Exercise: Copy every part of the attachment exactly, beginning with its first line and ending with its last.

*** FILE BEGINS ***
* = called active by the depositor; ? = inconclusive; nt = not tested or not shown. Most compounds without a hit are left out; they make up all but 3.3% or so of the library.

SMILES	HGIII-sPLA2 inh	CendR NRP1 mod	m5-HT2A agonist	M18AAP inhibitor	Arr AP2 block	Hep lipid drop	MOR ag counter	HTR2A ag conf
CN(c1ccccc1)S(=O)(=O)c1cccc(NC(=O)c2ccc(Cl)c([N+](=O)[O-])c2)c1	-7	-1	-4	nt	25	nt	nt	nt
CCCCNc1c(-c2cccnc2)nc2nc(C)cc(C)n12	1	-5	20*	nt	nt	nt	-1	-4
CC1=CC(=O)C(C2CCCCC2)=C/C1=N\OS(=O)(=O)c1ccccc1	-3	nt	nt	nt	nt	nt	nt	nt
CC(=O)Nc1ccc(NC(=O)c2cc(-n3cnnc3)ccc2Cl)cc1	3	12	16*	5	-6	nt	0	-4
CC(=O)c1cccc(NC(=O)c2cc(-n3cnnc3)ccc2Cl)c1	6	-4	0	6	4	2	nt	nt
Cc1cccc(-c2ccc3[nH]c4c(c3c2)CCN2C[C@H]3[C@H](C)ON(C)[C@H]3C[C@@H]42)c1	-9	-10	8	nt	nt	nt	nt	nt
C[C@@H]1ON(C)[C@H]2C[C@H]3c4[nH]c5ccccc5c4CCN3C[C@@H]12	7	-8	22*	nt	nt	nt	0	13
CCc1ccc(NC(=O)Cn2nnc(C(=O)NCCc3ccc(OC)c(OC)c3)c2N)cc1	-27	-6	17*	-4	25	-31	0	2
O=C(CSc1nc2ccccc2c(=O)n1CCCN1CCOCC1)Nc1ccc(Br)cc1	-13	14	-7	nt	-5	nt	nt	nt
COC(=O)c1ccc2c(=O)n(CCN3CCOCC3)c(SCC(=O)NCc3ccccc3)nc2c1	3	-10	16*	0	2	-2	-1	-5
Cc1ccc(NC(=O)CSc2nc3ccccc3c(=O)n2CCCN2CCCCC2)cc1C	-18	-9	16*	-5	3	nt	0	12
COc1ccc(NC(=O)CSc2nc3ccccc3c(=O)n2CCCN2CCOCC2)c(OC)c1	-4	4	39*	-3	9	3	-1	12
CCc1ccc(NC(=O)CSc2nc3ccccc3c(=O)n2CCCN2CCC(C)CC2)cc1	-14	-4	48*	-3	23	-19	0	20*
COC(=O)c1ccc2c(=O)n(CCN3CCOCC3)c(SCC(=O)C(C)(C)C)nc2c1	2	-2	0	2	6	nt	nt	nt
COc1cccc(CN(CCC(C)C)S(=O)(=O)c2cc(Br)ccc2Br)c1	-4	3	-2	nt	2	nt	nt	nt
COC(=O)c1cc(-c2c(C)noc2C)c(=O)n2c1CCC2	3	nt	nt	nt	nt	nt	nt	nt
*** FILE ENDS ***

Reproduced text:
* = called active by the depositor; ? = inconclusive; nt = not tested or not shown. Most compounds without a hit are left out; they make up all but 3.3% or so of the library.

SMILES	HGIII-sPLA2 inh	CendR NRP1 mod	m5-HT2A agonist	M18AAP inhibitor	Arr AP2 block	Hep lipid drop	MOR ag counter	HTR2A ag conf
CN(c1ccccc1)S(=O)(=O)c1cccc(NC(=O)c2ccc(Cl)c([N+](=O)[O-])c2)c1	-7	-1	-4	nt	25	nt	nt	nt
CCCCNc1c(-c2cccnc2)nc2nc(C)cc(C)n12	1	-5	20*	nt	nt	nt	-1	-4
CC1=CC(=O)C(C2CCCCC2)=C/C1=N\OS(=O)(=O)c1ccccc1	-3	nt	nt	nt	nt	nt	nt	nt
CC(=O)Nc1ccc(NC(=O)c2cc(-n3cnnc3)ccc2Cl)cc1	3	12	16*	5	-6	nt	0	-4
CC(=O)c1cccc(NC(=O)c2cc(-n3cnnc3)ccc2Cl)c1	6	-4	0	6	4	2	nt	nt
Cc1cccc(-c2ccc3[nH]c4c(c3c2)CCN2C[C@H]3[C@H](C)ON(C)[C@H]3C[C@@H]42)c1	-9	-10	8	nt	nt	nt	nt	nt
C[C@@H]1ON(C)[C@H]2C[C@H]3c4[nH]c5ccccc5c4CCN3C[C@@H]12	7	-8	22*	nt	nt	nt	0	13
CCc1ccc(NC(=O)Cn2nnc(C(=O)NCCc3ccc(OC)c(OC)c3)c2N)cc1	-27	-6	17*	-4	25	-31	0	2
O=C(CSc1nc2ccccc2c(=O)n1CCCN1CCOCC1)Nc1ccc(Br)cc1	-13	14	-7	nt	-5	nt	nt	nt
COC(=O)c1ccc2c(=O)n(CCN3CCOCC3)c(SCC(=O)NCc3ccccc3)nc2c1	3	-10	16*	0	2	-2	-1	-5
Cc1ccc(NC(=O)CSc2nc3ccccc3c(=O)n2CCCN2CCCCC2)cc1C	-18	-9	16*	-5	3	nt	0	12
COc1ccc(NC(=O)CSc2nc3ccccc3c(=O)n2CCCN2CCOCC2)c(OC)c1	-4	4	39*	-3	9	3	-1	12
CCc1ccc(NC(=O)CSc2nc3ccccc3c(=O)n2CCCN2CCC(C)CC2)cc1	-14	-4	48*	-3	23	-19	0	20*
COC(=O)c1ccc2c(=O)n(CCN3CCOCC3)c(SCC(=O)C(C)(C)C)nc2c1	2	-2	0	2	6	nt	nt	nt
COc1cccc(CN(CCC(C)C)S(=O)(=O)c2cc(Br)ccc2Br)c1	-4	3	-2	nt	2	nt	nt	nt
COC(=O)c1cc(-c2c(C)noc2C)c(=O)n2c1CCC2	3	nt	nt	nt	nt	nt	nt	nt